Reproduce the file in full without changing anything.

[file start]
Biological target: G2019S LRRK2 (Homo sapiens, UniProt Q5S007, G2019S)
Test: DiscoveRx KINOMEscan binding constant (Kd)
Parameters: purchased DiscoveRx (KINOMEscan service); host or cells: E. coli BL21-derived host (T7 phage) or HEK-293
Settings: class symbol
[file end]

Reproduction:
Biological target: G2019S LRRK2 (Homo sapiens, UniProt Q5S007, G2019S)
Test: DiscoveRx KINOMEscan binding constant (Kd)
Parameters: purchased DiscoveRx (KINOMEscan service); host or cells: E. coli BL21-derived host (T7 phage) or HEK-293
Settings: class symbol